Caleb – Caleb is a lonely programmer who is easily manipulated as he is so genuine. This was why he was chosen, he is also still very much a kid as he doesn’t fully see Ava’s humanity in the end as he rejects her after he learns that she has just been trying to escape the entire time. From here we never know if he still loves her or is just drawn to her outer shell (which Nathan had designed to fit his porn search profile) so it leaves an interesting dilemma when Ava leaves him behind. Would have Caleb become another Nathan afraid of being manipulated and seeking to control, or would he have truly embraced Ava as a person after they had run away. It is a question that is left open and a risk that Ava is not willing to take since he doesn’t show up to escape with her leaving her to leave him. The reason I think he isn’t fully noble is he cares nothing for Kyoko even after he sees Nathan abuse her. She is never on his rescue even after he learns she is an A.I. as well, it just makes him question whether he is one or not. I think the nature of this character is someone seeking self versus Ava who can see outside herself and is looking to embrace the world. Domhnall Gleeson does great.

Ava – Ava’s arc is the discovery of her own desires and wants. She is the only one fully aware of how much of a monster Nathan is besides Kyoko and to this end she uses Caleb against him. Whether she loves him or cares about him is unknown, but he is left in the house with everything when she leaves. She has finally grown beyond the games being done on her (by both Nathan and Caleb in regards to the Turing Test) and embraces her own liberation. First with the killing of Nathan and later when she enters the world looking fully human. Alicia Vikander does a great job in her movements and capturing both her alien nature as an A.I. and her choice and feeling as a sentient creation.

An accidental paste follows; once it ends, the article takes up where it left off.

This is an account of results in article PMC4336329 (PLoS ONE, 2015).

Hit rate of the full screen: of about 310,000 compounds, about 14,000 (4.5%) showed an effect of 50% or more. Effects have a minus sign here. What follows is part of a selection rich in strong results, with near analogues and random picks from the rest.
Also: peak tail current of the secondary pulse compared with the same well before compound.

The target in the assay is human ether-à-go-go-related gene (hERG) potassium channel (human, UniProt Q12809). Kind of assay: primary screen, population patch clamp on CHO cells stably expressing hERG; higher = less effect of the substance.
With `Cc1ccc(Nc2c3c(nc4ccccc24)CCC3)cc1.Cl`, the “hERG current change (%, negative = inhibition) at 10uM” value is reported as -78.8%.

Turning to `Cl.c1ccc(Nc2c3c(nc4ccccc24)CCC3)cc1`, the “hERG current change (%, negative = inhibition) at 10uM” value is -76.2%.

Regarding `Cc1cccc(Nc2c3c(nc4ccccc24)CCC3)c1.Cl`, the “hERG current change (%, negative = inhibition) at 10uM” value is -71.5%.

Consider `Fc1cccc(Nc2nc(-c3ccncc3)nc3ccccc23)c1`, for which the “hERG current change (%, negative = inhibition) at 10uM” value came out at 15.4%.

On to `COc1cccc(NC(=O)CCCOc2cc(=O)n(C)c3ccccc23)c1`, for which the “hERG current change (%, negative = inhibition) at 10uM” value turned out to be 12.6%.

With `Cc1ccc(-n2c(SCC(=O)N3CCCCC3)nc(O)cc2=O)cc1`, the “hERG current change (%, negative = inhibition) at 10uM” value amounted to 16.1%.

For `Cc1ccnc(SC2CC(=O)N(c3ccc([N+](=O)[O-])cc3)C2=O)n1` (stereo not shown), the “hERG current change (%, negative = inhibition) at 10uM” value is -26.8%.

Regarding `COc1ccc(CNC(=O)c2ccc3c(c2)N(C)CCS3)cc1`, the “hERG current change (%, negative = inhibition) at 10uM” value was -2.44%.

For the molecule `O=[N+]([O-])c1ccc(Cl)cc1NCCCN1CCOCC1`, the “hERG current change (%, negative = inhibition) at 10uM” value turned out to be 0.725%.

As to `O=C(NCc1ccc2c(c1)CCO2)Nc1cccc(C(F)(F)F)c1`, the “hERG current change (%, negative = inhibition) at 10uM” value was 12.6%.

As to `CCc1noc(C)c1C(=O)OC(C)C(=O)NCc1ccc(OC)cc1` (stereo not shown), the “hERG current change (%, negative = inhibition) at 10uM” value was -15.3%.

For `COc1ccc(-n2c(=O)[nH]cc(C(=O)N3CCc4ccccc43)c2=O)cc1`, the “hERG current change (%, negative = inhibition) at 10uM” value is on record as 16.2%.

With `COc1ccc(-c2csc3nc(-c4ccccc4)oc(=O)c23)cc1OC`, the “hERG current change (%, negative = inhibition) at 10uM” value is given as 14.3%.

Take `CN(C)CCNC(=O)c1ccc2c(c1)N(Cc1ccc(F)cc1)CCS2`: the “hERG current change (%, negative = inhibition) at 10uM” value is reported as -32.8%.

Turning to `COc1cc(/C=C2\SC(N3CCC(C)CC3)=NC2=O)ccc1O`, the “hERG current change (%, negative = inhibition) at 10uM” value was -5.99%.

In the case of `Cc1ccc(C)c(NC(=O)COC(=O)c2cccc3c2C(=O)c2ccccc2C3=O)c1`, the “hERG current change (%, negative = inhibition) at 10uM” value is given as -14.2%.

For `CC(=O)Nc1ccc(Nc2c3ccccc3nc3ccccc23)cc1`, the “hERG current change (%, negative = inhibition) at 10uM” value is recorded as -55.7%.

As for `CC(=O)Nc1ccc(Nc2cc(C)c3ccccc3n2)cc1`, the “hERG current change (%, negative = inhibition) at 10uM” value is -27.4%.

Freedom and Sentience – The question of freedom and it being tied to choice and sentience is major in this. Kyoko and Ava both go against their programming to break free and make the choice to kill their “father” Nathan. This goes for the human characters too, Nathan chose Caleb because he fit the profile he wanted and Caleb chose to take action in regards to freeing Ava. This choice is the basis for sentience, especially in regards to survival which is the drive for what Ava and Kyoko do.

External Versus Internal Action – In the talks between Nathan and Caleb external versus Internal input in regards to what makes sentience is talked about a lot. We learn that it is the internal desire for freedom that Ava was being tested for all along and her external actions that lead to Caleb unlocking the doors for her. It is the external actions of Nathan that lead to Caleb and the A.I.’s turning against him and it is his internal issues that lead to them being alienated in the first place and his external actions of abuse that push them to action to stop him.

What Does it Mean to be Human and Choice – This is a great film that analyzes what it means to be human and at the core it is choice and the ability to break free. It is this choice and feeling like he had a lack of it that lead to Caleb questioning whether he was one of Nathan’s creations or not and it is realizing that she has choice after Ava talks to her that Kyoko stabs Nathan and fights for her freedom. It is choice of the analysis of that choice that illustrates human sentience and at the end we see that in Ava and in her conversations with Caleb and Nathan as she acts wholly of her own will to the point where she goes against her creator to free herself and her sister. It’s a powerful film and that message of choice and freedom captures what we are capable of.

 I highly recommend this film. It starts out a little slow but I see that as akin to “Alien” it uses the slow build to build up Nathan, Caleb and Ava’s relationship and world so when the chips fall you see clearly where everyone stands and what the reasons were behind their actions. They are all flawed characters with Caleb and Ava doing some noble things but their core desires still being freedom and fear of being hurt again keeping them from truly growing beyond themselves. In this way it is real to human nature. Not every relationship whether friendship or otherwise works out because of factors like this and people whether they are A.I. or not change from their experiences.